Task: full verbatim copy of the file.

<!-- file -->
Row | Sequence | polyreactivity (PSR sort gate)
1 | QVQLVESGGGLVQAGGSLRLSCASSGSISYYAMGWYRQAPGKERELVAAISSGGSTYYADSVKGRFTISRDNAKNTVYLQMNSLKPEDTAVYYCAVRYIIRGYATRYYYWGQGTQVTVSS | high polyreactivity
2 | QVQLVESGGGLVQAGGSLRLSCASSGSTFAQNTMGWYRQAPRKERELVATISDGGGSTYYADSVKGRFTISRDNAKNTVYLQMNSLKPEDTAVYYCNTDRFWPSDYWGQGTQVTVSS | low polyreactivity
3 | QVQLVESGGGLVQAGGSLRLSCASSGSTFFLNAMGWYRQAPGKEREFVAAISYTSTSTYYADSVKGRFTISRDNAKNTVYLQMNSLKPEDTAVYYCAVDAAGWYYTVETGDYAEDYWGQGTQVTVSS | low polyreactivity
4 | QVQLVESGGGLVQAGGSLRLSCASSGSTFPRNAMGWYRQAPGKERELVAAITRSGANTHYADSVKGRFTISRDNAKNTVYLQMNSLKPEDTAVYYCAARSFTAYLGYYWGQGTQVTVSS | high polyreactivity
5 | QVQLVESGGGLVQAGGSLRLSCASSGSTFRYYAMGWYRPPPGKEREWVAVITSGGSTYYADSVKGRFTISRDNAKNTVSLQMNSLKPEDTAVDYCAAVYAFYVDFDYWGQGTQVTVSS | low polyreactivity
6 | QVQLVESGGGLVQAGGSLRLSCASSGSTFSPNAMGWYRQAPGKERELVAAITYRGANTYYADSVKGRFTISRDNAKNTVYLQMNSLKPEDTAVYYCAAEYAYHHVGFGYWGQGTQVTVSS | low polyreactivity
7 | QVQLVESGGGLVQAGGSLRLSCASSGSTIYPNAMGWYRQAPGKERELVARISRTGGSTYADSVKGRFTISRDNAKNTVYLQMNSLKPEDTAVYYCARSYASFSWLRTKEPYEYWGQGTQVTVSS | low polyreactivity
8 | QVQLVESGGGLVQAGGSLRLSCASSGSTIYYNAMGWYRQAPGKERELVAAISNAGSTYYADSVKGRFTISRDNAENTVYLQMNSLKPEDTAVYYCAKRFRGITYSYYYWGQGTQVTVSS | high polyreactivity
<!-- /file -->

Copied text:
Row | Sequence | polyreactivity (PSR sort gate)
1 | QVQLVESGGGLVQAGGSLRLSCASSGSISYYAMGWYRQAPGKERELVAAISSGGSTYYADSVKGRFTISRDNAKNTVYLQMNSLKPEDTAVYYCAVRYIIRGYATRYYYWGQGTQVTVSS | high polyreactivity
2 | QVQLVESGGGLVQAGGSLRLSCASSGSTFAQNTMGWYRQAPRKERELVATISDGGGSTYYADSVKGRFTISRDNAKNTVYLQMNSLKPEDTAVYYCNTDRFWPSDYWGQGTQVTVSS | low polyreactivity
3 | QVQLVESGGGLVQAGGSLRLSCASSGSTFFLNAMGWYRQAPGKEREFVAAISYTSTSTYYADSVKGRFTISRDNAKNTVYLQMNSLKPEDTAVYYCAVDAAGWYYTVETGDYAEDYWGQGTQVTVSS | low polyreactivity
4 | QVQLVESGGGLVQAGGSLRLSCASSGSTFPRNAMGWYRQAPGKERELVAAITRSGANTHYADSVKGRFTISRDNAKNTVYLQMNSLKPEDTAVYYCAARSFTAYLGYYWGQGTQVTVSS | high polyreactivity
5 | QVQLVESGGGLVQAGGSLRLSCASSGSTFRYYAMGWYRPPPGKEREWVAVITSGGSTYYADSVKGRFTISRDNAKNTVSLQMNSLKPEDTAVDYCAAVYAFYVDFDYWGQGTQVTVSS | low polyreactivity
6 | QVQLVESGGGLVQAGGSLRLSCASSGSTFSPNAMGWYRQAPGKERELVAAITYRGANTYYADSVKGRFTISRDNAKNTVYLQMNSLKPEDTAVYYCAAEYAYHHVGFGYWGQGTQVTVSS | low polyreactivity
7 | QVQLVESGGGLVQAGGSLRLSCASSGSTIYPNAMGWYRQAPGKERELVARISRTGGSTYADSVKGRFTISRDNAKNTVYLQMNSLKPEDTAVYYCARSYASFSWLRTKEPYEYWGQGTQVTVSS | low polyreactivity
8 | QVQLVESGGGLVQAGGSLRLSCASSGSTIYYNAMGWYRQAPGKERELVAAISNAGSTYYADSVKGRFTISRDNAENTVYLQMNSLKPEDTAVYYCAKRFRGITYSYYYWGQGTQVTVSS | high polyreactivity